Art forgery has been prevalent for centuries, ranging from cheap knock-offs to elaborate copies almost undistinguishable from the original.
Through the decades, several notorious art forgers have appeared, including Han van Meegeren, a mid-level Dutch artist active during the avant-garde movements. Critics disregarded his original works, igniting a fury that drove him to dupe them.
He discovered the ideal artist to copy in Vermeer. With him being a famous Old Master, there was little information about his life available, and it was thought possible that the artist made many more pieces than were already known about or recognised. Van Meegeren spent years in Nice perfecting the perfect replica, acquiring the correct paint, canvasses, wood panels, and even recreating a home-made brush comparable to the one Vermeer used.
Wolfgang Beltracchi was another prominent figure within the art forging scene. Starting from a young age following in his father’s footsteps, Beltracchi would replicate a painting every couple of months to fund his lifestyle of traveling the world. He would purchase old canvases and strip the paint so the forgeries would go unnoticed, duping even the best appraisers.
Despite the criminal labelling of these modern art forgers, some of these artists sadly fell into the business due to having no patrons, therefore needing an alternative way to support themselves using their skills. One example is from the 1400’s, where a young artist couldn’t secure a patron for his works. He instead created a statue titled ‘Sleeping Eros’ that replicated a Hellenistic artifact. It was sold to Cardinal Riario through an art dealer, who after initially trying to get a refund on his investment, became the young artist’s first patron due to his evident talent. The artist in question was Michelangelo, who despite his beginnings became one of the most celebrated artists of the Renaissance period.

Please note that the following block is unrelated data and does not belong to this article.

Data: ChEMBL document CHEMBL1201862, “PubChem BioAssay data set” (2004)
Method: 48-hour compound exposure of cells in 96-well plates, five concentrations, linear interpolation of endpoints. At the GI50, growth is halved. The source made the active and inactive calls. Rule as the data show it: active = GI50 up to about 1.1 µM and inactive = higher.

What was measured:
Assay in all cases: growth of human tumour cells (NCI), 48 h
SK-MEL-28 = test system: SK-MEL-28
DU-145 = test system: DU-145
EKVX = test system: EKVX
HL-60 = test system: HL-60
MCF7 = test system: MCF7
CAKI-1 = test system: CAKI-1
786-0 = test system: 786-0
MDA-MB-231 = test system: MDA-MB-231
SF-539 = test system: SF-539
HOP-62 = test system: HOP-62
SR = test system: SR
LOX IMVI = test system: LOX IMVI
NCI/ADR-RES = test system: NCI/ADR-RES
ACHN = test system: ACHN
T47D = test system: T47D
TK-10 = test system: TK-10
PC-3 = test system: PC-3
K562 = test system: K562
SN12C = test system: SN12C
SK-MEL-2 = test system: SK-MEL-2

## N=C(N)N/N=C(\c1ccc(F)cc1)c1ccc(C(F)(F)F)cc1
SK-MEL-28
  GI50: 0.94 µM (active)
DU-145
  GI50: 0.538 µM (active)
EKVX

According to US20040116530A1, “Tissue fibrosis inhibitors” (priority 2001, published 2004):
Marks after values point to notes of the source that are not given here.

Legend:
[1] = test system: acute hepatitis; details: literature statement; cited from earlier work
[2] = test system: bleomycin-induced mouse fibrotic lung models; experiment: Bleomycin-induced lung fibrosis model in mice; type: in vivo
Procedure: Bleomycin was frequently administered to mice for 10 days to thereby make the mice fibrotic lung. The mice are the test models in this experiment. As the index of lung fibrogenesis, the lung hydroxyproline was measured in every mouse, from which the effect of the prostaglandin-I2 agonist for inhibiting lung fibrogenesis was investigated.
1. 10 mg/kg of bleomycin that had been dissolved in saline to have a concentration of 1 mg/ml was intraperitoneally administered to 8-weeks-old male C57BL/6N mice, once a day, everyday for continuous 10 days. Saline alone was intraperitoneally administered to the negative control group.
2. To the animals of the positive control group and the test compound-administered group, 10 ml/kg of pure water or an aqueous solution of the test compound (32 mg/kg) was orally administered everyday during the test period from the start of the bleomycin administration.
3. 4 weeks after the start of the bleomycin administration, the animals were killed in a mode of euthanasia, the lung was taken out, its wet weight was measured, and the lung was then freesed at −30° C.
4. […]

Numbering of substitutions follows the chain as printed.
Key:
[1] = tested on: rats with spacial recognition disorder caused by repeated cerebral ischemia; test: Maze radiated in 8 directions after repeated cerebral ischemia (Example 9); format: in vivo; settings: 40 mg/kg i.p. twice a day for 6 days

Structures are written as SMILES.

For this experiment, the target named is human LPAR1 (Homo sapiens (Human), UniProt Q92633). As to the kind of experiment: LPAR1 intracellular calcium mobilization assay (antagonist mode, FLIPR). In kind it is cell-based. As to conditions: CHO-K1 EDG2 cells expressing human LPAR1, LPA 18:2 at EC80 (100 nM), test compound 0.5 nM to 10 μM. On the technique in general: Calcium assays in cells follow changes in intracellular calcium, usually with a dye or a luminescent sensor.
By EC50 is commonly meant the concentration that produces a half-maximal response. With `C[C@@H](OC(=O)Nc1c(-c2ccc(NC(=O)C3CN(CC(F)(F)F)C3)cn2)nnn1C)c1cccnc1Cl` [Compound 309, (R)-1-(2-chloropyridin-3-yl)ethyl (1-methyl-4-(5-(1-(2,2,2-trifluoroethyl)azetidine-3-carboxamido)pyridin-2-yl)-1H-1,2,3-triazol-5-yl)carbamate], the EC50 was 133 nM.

Psychological research has indicated that authenticity influences how we perceive artworks on a neurological level. The viewer’s reaction changes not just when he sees a legitimate artwork, but also when he sees one that he has been informed is not; essentially, our perspective alters when our brain is told whether we are looking at a ‘real’ or ‘fake’ artwork.
The main reason for the success of many art forgers is the lack of science behind checking for real artworks against the fakes, as well as the dealers and auction houses that sell these works. Even in the past decade, many forgeries have been sold unknowingly by dealers, from small houses to bigger ones such as Christies. In 2011, Knoedler, an established gallery for works by the old masters found itself in trouble. By 2012, the FBI was looking into scores of questionable paintings sold by Knoedler over the years, including forgeries labelled as unknown Jackson Pollocks or Mark Rothkos, among others. Both the art and banking worlds were buzzing when it collapsed in 2011, amid lawsuits for counterfeit.
There is no doubt that forgeries will continue to weave their way into the art market in the future. Without proper methods of distinguishing real and fake works, can the art dealer and auction houses really be held responsible for selling such art? In some ways, art forgery has become its own category, as some have argued that these high-quality copies are masterpieces in their own right.